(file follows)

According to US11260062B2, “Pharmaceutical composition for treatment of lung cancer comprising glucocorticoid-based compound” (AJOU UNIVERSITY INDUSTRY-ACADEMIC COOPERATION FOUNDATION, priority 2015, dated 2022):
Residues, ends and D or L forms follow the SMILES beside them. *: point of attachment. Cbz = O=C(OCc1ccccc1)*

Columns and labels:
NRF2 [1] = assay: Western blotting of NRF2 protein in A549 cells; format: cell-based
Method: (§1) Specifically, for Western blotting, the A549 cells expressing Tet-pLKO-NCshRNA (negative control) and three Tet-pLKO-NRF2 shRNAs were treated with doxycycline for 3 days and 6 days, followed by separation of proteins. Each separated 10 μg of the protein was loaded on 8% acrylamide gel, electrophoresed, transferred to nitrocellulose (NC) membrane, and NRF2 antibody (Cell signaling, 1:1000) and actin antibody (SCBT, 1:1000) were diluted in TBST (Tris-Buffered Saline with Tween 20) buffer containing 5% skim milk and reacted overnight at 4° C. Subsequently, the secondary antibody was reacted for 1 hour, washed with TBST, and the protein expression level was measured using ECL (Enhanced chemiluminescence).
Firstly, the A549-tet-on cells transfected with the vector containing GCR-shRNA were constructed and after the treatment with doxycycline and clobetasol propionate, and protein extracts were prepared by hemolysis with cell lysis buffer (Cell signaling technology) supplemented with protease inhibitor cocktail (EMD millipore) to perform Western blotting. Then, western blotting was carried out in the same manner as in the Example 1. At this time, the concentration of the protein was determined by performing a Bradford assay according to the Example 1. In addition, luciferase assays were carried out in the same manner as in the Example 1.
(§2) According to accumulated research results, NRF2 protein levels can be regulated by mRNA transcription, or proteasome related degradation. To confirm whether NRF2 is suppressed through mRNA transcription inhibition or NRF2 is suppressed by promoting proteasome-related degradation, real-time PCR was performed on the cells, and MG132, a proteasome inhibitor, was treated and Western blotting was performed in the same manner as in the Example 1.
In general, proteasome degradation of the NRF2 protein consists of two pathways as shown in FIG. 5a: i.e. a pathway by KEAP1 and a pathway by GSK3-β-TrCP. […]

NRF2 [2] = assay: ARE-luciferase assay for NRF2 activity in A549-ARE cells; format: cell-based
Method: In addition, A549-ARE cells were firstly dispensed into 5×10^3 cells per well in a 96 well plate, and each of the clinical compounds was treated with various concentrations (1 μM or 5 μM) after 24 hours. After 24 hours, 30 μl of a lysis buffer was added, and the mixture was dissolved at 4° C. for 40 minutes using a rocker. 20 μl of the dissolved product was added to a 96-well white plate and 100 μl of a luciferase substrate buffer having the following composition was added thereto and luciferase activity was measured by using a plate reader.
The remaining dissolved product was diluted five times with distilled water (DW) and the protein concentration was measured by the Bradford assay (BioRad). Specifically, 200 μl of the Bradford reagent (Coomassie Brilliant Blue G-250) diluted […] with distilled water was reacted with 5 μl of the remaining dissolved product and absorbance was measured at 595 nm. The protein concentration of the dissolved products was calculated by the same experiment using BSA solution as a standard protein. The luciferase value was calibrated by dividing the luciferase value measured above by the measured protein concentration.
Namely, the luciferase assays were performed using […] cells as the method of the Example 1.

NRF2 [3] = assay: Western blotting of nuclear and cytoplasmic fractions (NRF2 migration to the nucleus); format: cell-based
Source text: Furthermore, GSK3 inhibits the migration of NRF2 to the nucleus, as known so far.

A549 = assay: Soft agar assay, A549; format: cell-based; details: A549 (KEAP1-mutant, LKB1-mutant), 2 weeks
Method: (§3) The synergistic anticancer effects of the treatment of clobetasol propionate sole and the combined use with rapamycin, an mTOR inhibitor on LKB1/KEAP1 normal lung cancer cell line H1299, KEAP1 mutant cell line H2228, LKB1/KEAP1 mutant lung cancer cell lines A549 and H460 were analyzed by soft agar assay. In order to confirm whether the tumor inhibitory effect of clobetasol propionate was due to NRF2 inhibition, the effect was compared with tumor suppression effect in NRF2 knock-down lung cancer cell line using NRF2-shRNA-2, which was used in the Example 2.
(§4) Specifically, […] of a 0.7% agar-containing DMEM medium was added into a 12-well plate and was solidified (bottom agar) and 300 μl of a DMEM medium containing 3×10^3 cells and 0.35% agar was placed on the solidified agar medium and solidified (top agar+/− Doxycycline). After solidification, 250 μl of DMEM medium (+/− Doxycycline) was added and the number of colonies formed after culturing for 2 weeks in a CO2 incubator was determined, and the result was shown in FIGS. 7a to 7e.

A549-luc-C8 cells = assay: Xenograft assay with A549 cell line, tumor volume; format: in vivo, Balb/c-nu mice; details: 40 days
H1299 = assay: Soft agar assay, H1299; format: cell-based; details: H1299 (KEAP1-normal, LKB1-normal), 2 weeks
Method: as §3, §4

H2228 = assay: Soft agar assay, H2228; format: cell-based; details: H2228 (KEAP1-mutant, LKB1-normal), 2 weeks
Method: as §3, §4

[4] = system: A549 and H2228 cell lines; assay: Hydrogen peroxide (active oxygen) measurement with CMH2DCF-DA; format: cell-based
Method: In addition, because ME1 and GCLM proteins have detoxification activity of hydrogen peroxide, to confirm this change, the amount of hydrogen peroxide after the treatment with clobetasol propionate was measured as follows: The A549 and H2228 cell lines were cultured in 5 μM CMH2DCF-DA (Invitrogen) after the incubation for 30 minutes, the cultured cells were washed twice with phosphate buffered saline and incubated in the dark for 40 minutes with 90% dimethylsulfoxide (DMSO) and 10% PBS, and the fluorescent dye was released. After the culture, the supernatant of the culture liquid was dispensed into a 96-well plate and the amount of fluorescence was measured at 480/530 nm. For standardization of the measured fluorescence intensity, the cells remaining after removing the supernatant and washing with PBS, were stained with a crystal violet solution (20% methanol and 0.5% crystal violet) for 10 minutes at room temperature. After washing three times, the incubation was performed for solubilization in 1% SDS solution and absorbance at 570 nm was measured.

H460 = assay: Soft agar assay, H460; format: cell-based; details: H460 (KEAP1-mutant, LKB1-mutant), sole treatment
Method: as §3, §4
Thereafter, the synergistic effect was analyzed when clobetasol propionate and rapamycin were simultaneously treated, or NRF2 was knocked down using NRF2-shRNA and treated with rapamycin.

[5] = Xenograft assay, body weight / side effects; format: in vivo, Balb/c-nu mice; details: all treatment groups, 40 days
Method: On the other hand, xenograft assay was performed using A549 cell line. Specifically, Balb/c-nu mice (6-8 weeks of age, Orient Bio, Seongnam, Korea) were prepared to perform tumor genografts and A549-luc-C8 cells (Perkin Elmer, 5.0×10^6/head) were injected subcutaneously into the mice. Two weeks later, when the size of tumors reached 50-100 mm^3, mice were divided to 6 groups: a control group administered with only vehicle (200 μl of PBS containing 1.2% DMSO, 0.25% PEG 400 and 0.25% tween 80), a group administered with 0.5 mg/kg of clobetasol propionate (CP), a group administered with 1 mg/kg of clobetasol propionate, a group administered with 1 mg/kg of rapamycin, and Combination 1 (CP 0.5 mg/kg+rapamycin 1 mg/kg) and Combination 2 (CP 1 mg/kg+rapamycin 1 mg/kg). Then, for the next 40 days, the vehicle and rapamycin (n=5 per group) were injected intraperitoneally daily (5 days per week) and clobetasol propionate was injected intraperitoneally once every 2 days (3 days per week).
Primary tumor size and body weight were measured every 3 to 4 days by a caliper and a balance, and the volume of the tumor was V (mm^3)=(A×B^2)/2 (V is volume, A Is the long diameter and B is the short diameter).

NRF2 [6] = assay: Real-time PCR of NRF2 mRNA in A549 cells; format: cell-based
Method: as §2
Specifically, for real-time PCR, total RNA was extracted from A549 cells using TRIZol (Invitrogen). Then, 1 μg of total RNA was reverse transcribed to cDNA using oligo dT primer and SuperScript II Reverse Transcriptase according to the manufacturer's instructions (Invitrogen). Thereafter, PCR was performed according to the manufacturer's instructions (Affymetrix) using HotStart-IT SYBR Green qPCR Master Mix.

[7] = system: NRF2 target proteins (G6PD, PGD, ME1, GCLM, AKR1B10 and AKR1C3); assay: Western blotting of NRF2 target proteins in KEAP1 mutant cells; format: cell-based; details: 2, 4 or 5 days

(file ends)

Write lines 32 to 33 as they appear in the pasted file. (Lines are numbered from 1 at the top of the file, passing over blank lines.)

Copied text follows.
Method: as §2
Specifically, for real-time PCR, total RNA was extracted from A549 cells using TRIZol (Invitrogen). Then, 1 μg of total RNA was reverse transcribed to cDNA using oligo dT primer and SuperScript II Reverse Transcriptase according to the manufacturer's instructions (Invitrogen). Thereafter, PCR was performed according to the manufacturer's instructions (Affymetrix) using HotStart-IT SYBR Green qPCR Master Mix.